Just Some Observations – An AR1 Reader Visits Shanghai and Suzuka

An AR1 reader recently was amongst the crowd at the Chinese GP
An AR1 reader recently was amongst the crowd at the Chinese GP

Below, is an email from a longtime AR1 reader who recently spent some time traveling in China and Japan. During that trip, he took in both the Chinese Grand Prix and a Japanese Super Formula race at Suzuka. We found his observations quite interesting and worthy of sharing with our readers.

I attended the recent Chinese GP with my business partner and two Chinese clients. We sat in the stands at the hairpin. Race day was cold and windy with a light drizzle. Making the day more trying was the fact there was no PA system, even in Chinese and the big screen TV’s had no text; so I don’t know how anyone who was not a real knowledgeable enthusiast could identify any of the drivers or know what was happening in the race once the pits stops started.

Consider a pink car with a driver wearing a pink helmet followed by a pink car with a driver wearing a pink helmet and no numbers and a whole bunch of other twin paint jobs with only two carrying visible numbers and all helmets hidden by the high sides.

Despite difficulties recognizing drivers on the same team, the reader enjoyed the look and sound of the cars.
Despite difficulties recognizing drivers on the same team, the reader enjoyed the look and sound of the cars.

That said, the cars were great; they looked good with perfect sound, harsh, racy and not so loud as when I had to watch the whole race with my fingers in my ears at Silverstone a few years ago. We would even have been able to hear the PA if there had been one. Some good passing under braking (thanks to DRS but still action through the hairpin that was not DRS related) and a great drive by Verstappen until he made a boob and killed his tires. Not that anyone in the stands could know. Pathetic pre-race show consisting of three guys on roller skates and a ping pong player competing against five or six F1 drivers, some of who may have held a paddle sometime in their life. Still a very substantial crowd even if ten grandstands were disguised as billboards! I tried to buy a Merc T-Shirt and light weight jacket at an F1 store (the track’s stores were shut down and only F1 merchandise was on sale) but balked at $150 for the T shirt and well over $1,000 for the jacket!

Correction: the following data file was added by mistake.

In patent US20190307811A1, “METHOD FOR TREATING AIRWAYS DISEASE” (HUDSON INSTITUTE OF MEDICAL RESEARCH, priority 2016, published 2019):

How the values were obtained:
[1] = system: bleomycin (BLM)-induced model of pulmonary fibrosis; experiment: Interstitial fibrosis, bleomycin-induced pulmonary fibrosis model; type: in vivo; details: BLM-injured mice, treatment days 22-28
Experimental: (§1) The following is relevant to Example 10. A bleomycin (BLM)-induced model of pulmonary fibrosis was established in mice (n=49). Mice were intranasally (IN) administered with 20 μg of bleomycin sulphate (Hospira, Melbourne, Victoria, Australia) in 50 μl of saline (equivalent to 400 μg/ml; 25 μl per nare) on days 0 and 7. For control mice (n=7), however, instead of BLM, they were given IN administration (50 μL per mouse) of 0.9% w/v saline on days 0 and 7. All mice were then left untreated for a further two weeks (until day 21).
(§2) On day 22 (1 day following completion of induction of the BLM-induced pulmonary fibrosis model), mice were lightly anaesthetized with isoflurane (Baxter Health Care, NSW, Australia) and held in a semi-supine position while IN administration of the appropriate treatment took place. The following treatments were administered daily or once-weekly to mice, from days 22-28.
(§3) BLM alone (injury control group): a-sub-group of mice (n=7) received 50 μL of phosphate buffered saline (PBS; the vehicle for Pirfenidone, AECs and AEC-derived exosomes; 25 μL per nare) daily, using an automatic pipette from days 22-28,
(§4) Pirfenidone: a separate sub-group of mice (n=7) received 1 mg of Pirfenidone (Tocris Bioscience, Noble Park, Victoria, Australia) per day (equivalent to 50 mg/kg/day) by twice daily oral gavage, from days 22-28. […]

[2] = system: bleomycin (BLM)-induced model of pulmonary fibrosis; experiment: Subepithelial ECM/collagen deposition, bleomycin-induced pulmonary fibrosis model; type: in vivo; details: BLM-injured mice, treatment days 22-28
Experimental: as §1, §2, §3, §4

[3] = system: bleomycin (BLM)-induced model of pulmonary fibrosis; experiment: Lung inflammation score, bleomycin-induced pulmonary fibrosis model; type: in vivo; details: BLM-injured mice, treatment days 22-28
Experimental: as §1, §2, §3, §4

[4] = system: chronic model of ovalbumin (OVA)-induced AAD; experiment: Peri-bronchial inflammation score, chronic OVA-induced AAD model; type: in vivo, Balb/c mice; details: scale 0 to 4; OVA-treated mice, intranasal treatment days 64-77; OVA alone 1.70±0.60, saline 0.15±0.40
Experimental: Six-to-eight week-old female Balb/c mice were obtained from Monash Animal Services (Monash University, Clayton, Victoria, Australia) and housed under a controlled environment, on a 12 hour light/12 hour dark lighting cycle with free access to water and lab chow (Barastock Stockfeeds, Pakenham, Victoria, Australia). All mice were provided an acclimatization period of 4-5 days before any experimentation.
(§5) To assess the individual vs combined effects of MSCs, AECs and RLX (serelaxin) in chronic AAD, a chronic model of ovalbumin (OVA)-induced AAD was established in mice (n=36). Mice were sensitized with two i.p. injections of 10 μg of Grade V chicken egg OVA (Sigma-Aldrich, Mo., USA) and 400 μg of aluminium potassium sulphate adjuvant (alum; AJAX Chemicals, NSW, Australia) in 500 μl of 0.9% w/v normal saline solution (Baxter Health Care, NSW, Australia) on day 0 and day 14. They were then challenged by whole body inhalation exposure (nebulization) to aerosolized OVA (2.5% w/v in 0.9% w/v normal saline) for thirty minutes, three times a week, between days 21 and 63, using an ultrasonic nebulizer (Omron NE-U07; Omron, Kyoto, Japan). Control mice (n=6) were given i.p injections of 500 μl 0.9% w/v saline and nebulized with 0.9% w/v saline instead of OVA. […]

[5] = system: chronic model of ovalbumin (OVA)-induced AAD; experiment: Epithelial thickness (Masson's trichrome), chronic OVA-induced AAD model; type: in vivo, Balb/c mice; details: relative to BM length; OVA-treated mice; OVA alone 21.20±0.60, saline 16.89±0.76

In short, Liberty have got a long way to go to make F1 user friendly!!!!

I then visited Suzuka for a Japanese Super Formula race.

Hello people, this is great racing with good looking cars, virtually no aero bits and drivers who made Pierre Gasly and Felix Rosenqvist fight to run mid-field! Why the hell IndyCar does not simply go to Dallara and sell the teams that same base chassis (with Indy engines or even Super-Formula versions at much less cost) and an almost complete lack of add-on bits that simply add cost and have no effect on competitiveness!

These cars are seriously FAST and would run for 15th at a F1GP without any of the hysterical electronics, 40 piece front wings, and huge costs, let alone 70-plus support teams, or Indy’s marvelous body kits! Just think, two cars touch and only a small piece of carbon may come of and the race does not have to be safety car’d for 20 laps! I did not ask anyone about costs but the whole team situation is much simpler than an IndyCar set-up; the cars looked to be half the costs and the costs of spares a mere fraction. Maybe you could get Dallara to do a comparison. If IndyCar ran similar spec cars (and provided the engine availability problem could be resolved) we could look for fields of 30 to 40 cars per race and more for the Indy 500 … the cars look that much cheaper to run. I bet they would be faster than the IndyCars at tracks like Barber, Mid-Ohio and Road America as well, and the 500 Indy may once again stress driver skill over car set-up!

Let me be clear: the answers to Indy’s problems are already available. Just send Jay Fry over to a Super Formula race!

The same applies to Japanese F3. It’s only been around some forty or more years and they have it very stable and well run. The Dallara chassis are all the same, and although they do need very careful set-up, are totally reliable, and boy are they fast. The chassis costs about $160,000 and use several different manufacturer engines (Toyota, Honda, VW, Mercedes, etc.) I may be wrong on some but there are several different makes and they all run the same levels of performance, and engines last a season with no rebuilds required! Crews are about five to ten people and the competition is ferocious. Great racing and a great way to learn the business of pro racing.

IndyCar at Phoenix last Saturday evening
IndyCar at Phoenix last Saturday evening

Sometimes we run our racing with our heads deep in the sand, entrenched in “our way", but when racing faces the issues it does now (Phoenix!!!!), then perhaps a simple trip to Japan could light the path to a very positive and much less expensive future. (And other than ovals, faster too).

Just some observations.

Name Withheld by Request

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